NOTE: This is an old review and my thoughts have changed somewhat. May revisit after a rewatch. Online I’m surrounded by a fairly healthy community not only with diverse tastes in Anime but diverse tastes in general. Despite that, mainstream Anime always seems to be a trigger for some of them. Kill la Kill initially proved to be somewhat of an exception, but returning after several weeks of absence I heard a different tune. One night just as I was going to bed I started getting notifications from a chat I was in with a number of these people, and they were talking about Kill la Kill. All the people I had seen speak positively were now speaking negatively with extreme aggression. It bothered me because it felt so overblown, so rather than sit on the outside like I did when people were complaining about other more mainstream shows as they were airing, I decided to see what it was all about and got back in to the series.
I found myself a bit puzzled by the nature of Kill la Kill upon getting back into it. I wasn’t sure whether it had lost its mind or whether it was all just one big joke. I eventually leaned towards the latter, but in a more meaningful way than simply appreciating the humour. I viewed it as fundamentally perfect parody, partly perfect for grounding itself in a few of the basics and partly absurd for its context. What came next was figuring out what exactly it was parodying. I leaned towards battle shonen parody because its essence was that of a battle shonen, not to mention I viewed certain aspects like the minute and a half recap episode and Mako’s interruption of Ryuuko’s angst-driven ramblings early on in the second part as light-hearted stabs at battle Shonen clichés, but what about the lewdness of the series? What about the basic story and character clichés that aren’t particularly present in battle Shonens? It was too broad for me to really make a concise judgment of what it was parodying, but upon finding an Anime analyst by the name of Bobduh just days before the finale and reading an article he wrote on the second to last episode (article right here:http://wrongeverytime.com/2014/03/24/kill-la-kill-episode-23/), I came to the realisation that Kill la Kill was a parody of fanservice in general. Not just in terms of sexual fanservice, but the general idea of appealing to the audience with things that provoke simple compelled reactions. It shamelessly covers the entire spectrum of fanservice clichés with an amusingly tongue-in-cheek mentality.
Being so tongue-in-cheek, Mako is the one problem I find with the series as, quite frankly, she just isn’t funny most of the time. That’s not to say she’s annoying, though. She does in fact hold a pretty decent role as a character in a parody series in that she foils all attempts the series makes to take itself too seriously. Many people are critical of its animation inconsistencies but I couldn’t even will myself to be critical of it. At first it was simply because I accepted it as parody because of the deliberate fluctuance in quality, but much more than that I realised, in the grand scheme of things, it didn’t really mean anything to me. I was way too swept up in the broken illusion of fiction and the sheer density of things happening to even consider it. Kill la Kill isn’t going to be too fun if you look to its fundamentals more than you do the sum of its parts. Hell, if you critique anything by just picking on the basics of story, characters and animation your interpretation is going to be incredibly shallow and jaded, but Kill la Kill in particular has such bizarre execution that it deserves a different perspective. It doesn’t give Kill la Kill enough credit to simply call it style over substance, it’s literally pure concentrated style. For that reason to get swept up in the series is rarely to get swept up in its matter but rather the feeling it gives to see so many strange things play out and generally just to see, well, lots of big things happening. I’m caught somewhere between complex and simplistic when I analyse Kill la Kill, but the series brings out that desire in me not only to be blown away by the essence of its face value but to really appreciate how and why that face value gets me. The final two episodes of the series captured me in that way most of all, and so in finishing the series I’m left with a very positive impression.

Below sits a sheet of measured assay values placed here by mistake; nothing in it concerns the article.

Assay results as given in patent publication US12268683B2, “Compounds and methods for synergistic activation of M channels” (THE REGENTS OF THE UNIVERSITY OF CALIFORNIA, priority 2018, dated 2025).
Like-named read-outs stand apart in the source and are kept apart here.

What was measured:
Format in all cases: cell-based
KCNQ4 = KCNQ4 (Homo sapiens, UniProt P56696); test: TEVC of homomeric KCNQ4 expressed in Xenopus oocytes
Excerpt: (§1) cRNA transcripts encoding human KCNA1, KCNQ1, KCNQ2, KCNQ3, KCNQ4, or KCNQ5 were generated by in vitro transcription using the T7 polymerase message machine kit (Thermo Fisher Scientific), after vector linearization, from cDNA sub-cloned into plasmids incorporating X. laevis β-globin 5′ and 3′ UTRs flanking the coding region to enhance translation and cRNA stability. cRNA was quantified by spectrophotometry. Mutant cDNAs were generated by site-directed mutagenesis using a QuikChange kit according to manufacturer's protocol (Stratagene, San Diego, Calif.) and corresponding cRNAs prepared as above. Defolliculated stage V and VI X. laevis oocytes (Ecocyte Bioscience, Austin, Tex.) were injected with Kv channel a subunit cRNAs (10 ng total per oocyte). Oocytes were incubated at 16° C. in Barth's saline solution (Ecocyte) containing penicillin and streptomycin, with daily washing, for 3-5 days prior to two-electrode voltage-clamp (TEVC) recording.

The best way to sum up Kill la Kill is that it’s an anomaly. It’s such a simple series at its core but it says so much about the beast of fanservice Anime has become by using so many aspects of it to essentially build a series from the ground up. Not only is it a damn near unstoppable candidate for my 2014 Anime of the Year, but also a new series to sit proudly among my all-time favourites. It’s dense, it’s fun, it’s stylish, it’s amusing. Kill la Kill is a wild and effervescent beast of a series with so little yet so much.